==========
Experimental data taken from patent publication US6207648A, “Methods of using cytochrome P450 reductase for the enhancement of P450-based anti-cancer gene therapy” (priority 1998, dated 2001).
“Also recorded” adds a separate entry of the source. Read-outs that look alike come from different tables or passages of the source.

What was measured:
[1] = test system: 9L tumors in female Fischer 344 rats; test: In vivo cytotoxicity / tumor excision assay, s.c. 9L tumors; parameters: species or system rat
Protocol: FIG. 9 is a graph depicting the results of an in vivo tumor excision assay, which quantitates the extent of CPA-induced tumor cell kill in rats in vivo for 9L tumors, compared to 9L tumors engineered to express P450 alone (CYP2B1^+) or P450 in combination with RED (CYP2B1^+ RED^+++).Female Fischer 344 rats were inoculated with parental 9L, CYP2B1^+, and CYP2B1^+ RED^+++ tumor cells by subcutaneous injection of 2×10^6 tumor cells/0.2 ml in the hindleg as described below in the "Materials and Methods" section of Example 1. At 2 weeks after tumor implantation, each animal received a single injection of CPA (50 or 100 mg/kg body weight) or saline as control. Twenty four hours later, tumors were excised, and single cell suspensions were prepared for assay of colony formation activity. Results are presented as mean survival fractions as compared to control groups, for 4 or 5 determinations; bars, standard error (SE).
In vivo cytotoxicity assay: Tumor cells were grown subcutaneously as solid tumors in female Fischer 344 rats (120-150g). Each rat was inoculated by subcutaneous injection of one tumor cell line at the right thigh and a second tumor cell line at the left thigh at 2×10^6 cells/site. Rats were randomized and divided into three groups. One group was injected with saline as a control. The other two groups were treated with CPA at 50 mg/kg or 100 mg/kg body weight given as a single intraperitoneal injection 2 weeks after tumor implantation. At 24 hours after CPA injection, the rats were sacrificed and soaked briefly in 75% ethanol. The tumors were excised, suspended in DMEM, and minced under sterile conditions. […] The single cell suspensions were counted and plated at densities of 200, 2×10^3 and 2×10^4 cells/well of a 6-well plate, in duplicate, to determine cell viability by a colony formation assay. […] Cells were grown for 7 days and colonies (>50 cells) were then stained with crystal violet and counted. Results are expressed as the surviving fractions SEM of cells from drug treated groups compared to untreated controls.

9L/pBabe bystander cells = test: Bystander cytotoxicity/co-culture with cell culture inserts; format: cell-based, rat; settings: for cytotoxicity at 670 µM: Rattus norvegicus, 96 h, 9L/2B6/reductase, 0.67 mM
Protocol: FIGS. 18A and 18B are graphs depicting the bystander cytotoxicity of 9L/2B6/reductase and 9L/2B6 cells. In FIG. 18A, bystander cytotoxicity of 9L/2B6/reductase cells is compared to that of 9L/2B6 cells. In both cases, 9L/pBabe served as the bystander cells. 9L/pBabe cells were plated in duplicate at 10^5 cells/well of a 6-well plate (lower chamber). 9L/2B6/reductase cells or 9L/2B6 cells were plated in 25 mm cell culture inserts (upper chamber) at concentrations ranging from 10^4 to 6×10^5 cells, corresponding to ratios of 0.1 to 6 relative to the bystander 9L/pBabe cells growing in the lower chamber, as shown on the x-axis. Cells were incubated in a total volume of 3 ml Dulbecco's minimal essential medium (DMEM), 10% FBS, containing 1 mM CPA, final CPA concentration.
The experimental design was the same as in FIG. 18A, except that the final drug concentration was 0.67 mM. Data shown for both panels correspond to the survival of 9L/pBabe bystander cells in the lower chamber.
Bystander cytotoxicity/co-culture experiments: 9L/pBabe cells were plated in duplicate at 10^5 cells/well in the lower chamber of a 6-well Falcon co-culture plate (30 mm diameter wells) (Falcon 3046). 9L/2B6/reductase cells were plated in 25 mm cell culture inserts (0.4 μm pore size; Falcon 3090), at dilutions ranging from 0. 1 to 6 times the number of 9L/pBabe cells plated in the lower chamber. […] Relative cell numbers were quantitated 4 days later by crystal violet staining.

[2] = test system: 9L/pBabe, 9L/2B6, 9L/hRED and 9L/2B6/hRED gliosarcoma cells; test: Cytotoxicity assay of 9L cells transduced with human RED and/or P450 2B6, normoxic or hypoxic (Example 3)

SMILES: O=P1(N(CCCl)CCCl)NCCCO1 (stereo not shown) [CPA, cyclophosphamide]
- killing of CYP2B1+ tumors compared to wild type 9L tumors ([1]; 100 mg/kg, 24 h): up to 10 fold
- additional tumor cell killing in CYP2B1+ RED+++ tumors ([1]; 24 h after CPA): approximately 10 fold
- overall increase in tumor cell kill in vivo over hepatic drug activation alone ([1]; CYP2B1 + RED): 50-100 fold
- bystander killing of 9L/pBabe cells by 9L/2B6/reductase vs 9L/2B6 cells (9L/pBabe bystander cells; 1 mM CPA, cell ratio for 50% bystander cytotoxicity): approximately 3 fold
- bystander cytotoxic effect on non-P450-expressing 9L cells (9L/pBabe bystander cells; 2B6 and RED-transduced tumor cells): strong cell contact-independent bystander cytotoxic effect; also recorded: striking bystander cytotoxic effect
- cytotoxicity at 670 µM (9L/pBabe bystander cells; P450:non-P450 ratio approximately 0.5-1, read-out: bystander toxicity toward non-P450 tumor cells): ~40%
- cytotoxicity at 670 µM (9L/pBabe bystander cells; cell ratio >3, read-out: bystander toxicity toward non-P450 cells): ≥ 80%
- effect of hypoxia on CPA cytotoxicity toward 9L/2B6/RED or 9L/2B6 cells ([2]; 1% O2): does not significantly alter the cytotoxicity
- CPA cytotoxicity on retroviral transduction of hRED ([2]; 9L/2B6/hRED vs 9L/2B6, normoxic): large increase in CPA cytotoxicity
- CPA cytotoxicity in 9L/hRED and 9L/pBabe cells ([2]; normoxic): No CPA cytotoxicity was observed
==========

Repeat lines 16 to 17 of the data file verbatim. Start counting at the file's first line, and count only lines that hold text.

- bystander killing of 9L/pBabe cells by 9L/2B6/reductase vs 9L/2B6 cells (9L/pBabe bystander cells; 1 mM CPA, cell ratio for 50% bystander cytotoxicity): approximately 3 fold
- bystander cytotoxic effect on non-P450-expressing 9L cells (9L/pBabe bystander cells; 2B6 and RED-transduced tumor cells): strong cell contact-independent bystander cytotoxic effect; also recorded: striking bystander cytotoxic effect